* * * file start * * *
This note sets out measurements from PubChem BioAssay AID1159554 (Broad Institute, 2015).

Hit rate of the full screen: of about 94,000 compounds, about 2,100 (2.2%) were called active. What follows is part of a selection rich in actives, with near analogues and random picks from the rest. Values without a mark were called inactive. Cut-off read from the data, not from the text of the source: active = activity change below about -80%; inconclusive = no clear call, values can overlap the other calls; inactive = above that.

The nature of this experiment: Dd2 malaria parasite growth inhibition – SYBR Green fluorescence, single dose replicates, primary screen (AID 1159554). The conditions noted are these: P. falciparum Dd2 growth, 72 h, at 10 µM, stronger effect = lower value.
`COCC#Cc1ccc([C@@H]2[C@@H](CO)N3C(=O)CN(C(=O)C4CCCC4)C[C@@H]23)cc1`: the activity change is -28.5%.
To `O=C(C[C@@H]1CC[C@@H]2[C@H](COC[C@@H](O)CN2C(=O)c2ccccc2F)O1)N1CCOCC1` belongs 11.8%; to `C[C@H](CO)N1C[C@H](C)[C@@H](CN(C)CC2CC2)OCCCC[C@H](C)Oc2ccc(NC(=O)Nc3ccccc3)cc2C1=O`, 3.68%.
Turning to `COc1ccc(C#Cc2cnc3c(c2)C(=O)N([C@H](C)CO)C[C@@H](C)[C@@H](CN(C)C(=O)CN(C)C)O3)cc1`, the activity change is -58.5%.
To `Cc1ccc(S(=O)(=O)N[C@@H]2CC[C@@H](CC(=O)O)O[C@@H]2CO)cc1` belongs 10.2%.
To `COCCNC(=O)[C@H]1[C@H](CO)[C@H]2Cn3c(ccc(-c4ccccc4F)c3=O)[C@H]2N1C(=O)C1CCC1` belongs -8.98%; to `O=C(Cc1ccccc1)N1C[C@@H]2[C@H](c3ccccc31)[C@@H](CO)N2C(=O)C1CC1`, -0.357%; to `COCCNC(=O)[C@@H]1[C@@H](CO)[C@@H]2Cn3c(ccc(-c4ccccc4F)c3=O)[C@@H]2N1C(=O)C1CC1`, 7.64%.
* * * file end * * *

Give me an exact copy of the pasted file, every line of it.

This note sets out measurements from PubChem BioAssay AID1159554 (Broad Institute, 2015).

Hit rate of the full screen: of about 94,000 compounds, about 2,100 (2.2%) were called active. What follows is part of a selection rich in actives, with near analogues and random picks from the rest. Values without a mark were called inactive. Cut-off read from the data, not from the text of the source: active = activity change below about -80%; inconclusive = no clear call, values can overlap the other calls; inactive = above that.

The nature of this experiment: Dd2 malaria parasite growth inhibition – SYBR Green fluorescence, single dose replicates, primary screen (AID 1159554). The conditions noted are these: P. falciparum Dd2 growth, 72 h, at 10 µM, stronger effect = lower value.
`COCC#Cc1ccc([C@@H]2[C@@H](CO)N3C(=O)CN(C(=O)C4CCCC4)C[C@@H]23)cc1`: the activity change is -28.5%.
To `O=C(C[C@@H]1CC[C@@H]2[C@H](COC[C@@H](O)CN2C(=O)c2ccccc2F)O1)N1CCOCC1` belongs 11.8%; to `C[C@H](CO)N1C[C@H](C)[C@@H](CN(C)CC2CC2)OCCCC[C@H](C)Oc2ccc(NC(=O)Nc3ccccc3)cc2C1=O`, 3.68%.
Turning to `COc1ccc(C#Cc2cnc3c(c2)C(=O)N([C@H](C)CO)C[C@@H](C)[C@@H](CN(C)C(=O)CN(C)C)O3)cc1`, the activity change is -58.5%.
To `Cc1ccc(S(=O)(=O)N[C@@H]2CC[C@@H](CC(=O)O)O[C@@H]2CO)cc1` belongs 10.2%.
To `COCCNC(=O)[C@H]1[C@H](CO)[C@H]2Cn3c(ccc(-c4ccccc4F)c3=O)[C@H]2N1C(=O)C1CCC1` belongs -8.98%; to `O=C(Cc1ccccc1)N1C[C@@H]2[C@H](c3ccccc31)[C@@H](CO)N2C(=O)C1CC1`, -0.357%; to `COCCNC(=O)[C@@H]1[C@@H](CO)[C@@H]2Cn3c(ccc(-c4ccccc4F)c3=O)[C@@H]2N1C(=O)C1CC1`, 7.64%.